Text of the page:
If you own an electronic device, chances are that it uses USB standard one way or another. USB has gained a lot popularity among device vendors and users because of its simplicity and great power consumption. As a result, it’s now everywhere and on almost every consumer electronic.
USB 2.0 vs 3.0
USB 3.0 was a big leap from USB 2.x standard. 3.0 improved data transfer speeds at 5 Gbit/s which is up to 10 times more than the initial 2.0 standard. For easy identification, 3.0 oftens comes blue-color coded port while 2.0 comes in black. Almost all latest computers, external hard drives, routers, smart tvs now come with one or more USB 3.0 ports with the rest being 2.0. The great thing about USB 3.0 is that it maintains backward compatibility with 2.0 devices. This means you can easily plug in a 2.0 device in a USB 3.0 port and it still works.
USB 3.0 came with better power management techniques on top of faster data transfer speeds. The new standard is able to deliver 900 mA, increasing total power delivery from 2.5 W to 4.5 W (at 5 V).
USB 3.0 also introduced battery Charging 1.2 specification delivering power of up to 7.5 W to 3.0 devices. That meant more devices could be USB-powered instead of being juiced up from the power socket. When it comes to cables, USB 2.0 supported maximum cable length is 5 meters while USB 3.0 handles only 3 meters.
USB 3.0 vs 3.1 vs 3.2
But USB 3.0 since it’s release on November 2008 has made updates. USB 3.1 also known as USB 3.1 Gen 2 came in January 2013 doubled the data transfer speeds to 10 Gbits/s. In July 2017 USB standard group promoter announced USB 3.2 which increased data transfer speeds to 20 Gbit/s over USB type C interface. The increased speeds were as a result of multi-lane operation or combining two 10 Gbits/s lanes.
Updates: There’s been a lot of confusion on the 3.x spec because of a lot renaming of old standards. For instance USB 3.0 with 5Gbits/s got renamed to USB 3.1 Gen 1 and then renamed again to USB 3.2 Gen 1. Similarly 10Gbits/s USB 3.1 Gen 2, got renamed to USB 3.2 Gen 2.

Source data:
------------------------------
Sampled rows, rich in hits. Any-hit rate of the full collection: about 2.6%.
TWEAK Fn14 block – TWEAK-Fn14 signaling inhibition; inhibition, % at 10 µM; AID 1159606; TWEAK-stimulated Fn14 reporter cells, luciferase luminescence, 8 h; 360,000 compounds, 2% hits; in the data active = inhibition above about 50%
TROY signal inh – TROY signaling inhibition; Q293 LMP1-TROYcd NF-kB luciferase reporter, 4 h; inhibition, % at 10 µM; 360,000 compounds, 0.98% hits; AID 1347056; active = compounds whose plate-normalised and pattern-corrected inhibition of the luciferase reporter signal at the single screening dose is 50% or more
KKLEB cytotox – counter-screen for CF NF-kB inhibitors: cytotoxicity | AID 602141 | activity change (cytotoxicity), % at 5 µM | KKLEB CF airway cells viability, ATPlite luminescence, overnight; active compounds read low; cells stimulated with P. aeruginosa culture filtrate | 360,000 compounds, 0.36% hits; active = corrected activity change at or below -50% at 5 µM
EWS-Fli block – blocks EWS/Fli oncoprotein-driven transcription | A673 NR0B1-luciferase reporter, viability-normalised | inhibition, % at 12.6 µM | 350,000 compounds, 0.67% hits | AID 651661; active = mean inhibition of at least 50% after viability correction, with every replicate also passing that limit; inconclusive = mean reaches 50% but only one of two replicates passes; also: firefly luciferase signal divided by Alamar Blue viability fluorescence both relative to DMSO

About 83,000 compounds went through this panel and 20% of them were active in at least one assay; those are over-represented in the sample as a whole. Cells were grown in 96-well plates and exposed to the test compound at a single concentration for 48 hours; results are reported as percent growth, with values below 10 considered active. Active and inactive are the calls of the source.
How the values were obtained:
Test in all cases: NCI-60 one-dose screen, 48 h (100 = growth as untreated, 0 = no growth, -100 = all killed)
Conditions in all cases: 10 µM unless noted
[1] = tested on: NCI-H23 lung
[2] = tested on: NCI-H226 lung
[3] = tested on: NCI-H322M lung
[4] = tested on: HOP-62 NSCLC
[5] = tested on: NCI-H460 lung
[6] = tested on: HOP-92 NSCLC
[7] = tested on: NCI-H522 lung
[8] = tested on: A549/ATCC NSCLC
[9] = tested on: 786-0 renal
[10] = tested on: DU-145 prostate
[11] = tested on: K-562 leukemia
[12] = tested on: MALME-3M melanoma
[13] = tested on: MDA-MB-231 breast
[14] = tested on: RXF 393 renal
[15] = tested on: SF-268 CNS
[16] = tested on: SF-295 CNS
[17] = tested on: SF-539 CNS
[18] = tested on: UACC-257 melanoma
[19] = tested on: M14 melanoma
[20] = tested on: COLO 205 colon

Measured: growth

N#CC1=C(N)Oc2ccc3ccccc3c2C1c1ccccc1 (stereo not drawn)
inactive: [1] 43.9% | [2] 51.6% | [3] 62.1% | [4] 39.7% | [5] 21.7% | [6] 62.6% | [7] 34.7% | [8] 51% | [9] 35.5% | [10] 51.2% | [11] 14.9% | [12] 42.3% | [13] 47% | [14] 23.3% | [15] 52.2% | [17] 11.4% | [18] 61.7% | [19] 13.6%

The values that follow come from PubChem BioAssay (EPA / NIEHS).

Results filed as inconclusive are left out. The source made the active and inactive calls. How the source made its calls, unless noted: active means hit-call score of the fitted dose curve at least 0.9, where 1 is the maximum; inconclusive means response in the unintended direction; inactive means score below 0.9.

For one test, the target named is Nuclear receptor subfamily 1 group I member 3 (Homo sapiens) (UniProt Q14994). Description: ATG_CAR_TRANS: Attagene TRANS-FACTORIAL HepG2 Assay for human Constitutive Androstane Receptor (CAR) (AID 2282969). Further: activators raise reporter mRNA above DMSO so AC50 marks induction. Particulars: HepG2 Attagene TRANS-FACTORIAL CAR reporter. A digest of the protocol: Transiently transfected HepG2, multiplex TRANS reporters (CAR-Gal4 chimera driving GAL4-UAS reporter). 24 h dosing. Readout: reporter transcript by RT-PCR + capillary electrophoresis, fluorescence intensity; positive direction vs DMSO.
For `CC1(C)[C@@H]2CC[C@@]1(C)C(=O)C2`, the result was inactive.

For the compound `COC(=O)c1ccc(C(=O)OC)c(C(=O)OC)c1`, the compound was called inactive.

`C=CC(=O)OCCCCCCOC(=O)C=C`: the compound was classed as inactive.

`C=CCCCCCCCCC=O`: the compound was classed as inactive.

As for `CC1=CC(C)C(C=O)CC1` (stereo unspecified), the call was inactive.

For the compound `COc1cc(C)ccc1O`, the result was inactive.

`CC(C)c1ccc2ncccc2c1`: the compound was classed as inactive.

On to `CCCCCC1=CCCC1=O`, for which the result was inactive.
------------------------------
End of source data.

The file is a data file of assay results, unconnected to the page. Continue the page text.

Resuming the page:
USB 4.0 was released on 29, Aug 2019 by the USB Implementers Forum. Unlike the other earlier standards, it’s the only USB protocol that requires USB Type C connector. It handles data transfer speeds of up to 100 Gb/s. That’s about 5 times faster than USB 3.2. Right now, even the fastest hard drives are not even able to max out USB 3.X speeds. Even super fast SSDs read/write speeds max at roughly 6 Gbps like the Samsung 850 Pro or SanDisk Extreme Pro. So there’s really no point of increasing USB speeds until hard drives become faster.
Key features of the USB4 solution include:
- Two-lane operation using existing USB Type-C cables and up to 40 Gbps operation over 40 Gbps certified cables.
- Multiple data and display protocols to efficiently share the maximum aggregate bandwidth over the bus.
- Allows tunneling of DisplayPort and PCI Express.
- USB4 requires USB Power Delivery (USB PD) which can deliver power up to 100W.
- Backward compatibility with USB 3.2, USB 2.0 and Thunderbolt 3
The first major laptops to support USB 4.0 where Apple’s Mac Mini (M1, 2020) (2 controllers), MacBook Air (M1, 2020), and MacBook Pro (13-inch, M1, 2020). More PCs are expected to support the standard through Intel’s Tiger Lake processor.
USB vs. Thunderbolt
Even though USB tries to get faster, it’s still no match to thunderbolt. USB 3.1 Gen 2 pushed the speeds to 10 Gbits/s but that’s exactly what Thunderbolt 2 was capable of. Thunderbolt’s latest standard 3.0 is cable of a whooping 40 Gbits/s, twice as fast as as USB 3.2 — the latest USB standard.
But here’s the thing; Thunderbolt isn’t yet as popular as USB unless you use a Mac. MacBook Pro (2016 and later) and iMac (2017) support Thunderbolt 3.0 with USB type C connector. Now it can be confusing at first when you mention Thunderbolt 3.0 and USB type C in the same sentence. But if you understand computer connectors and cables, it shouldn’t be.
USB Type C is simply a connector or a port which basically is a physical computer interface that provides input/output operations for computer peripherals like flash disk, external hard drive, smartphone, camcorder, projector etc. USB-C combines data transfer, video output, and charging capabilities in a single, compact connector. Connectors need actual compatible cables that plug connect devices together. So for a USB type C interface which allows you to plug in both ways, you also need a corresponding USB Type C cable.
Related post: Thunderbolt 3 vs USB Type-C: The spot-on difference
USB and Thunderbolt on the other hand are simply computer data transfer protocols or standards. These define specifications; speeds, power, pins etc for communication and data transfer between electronic devices. Therefore it’s possible to have USB and Thunderbolt standards support a USB Type C port. Which means you can plug in a USB device to a Thunderbolt port.
In the future, we might see a convergence of USB and Thunderbolt where one standard and one port will rule them all. That’s most likely going to be Thunderbolt with USB Type C.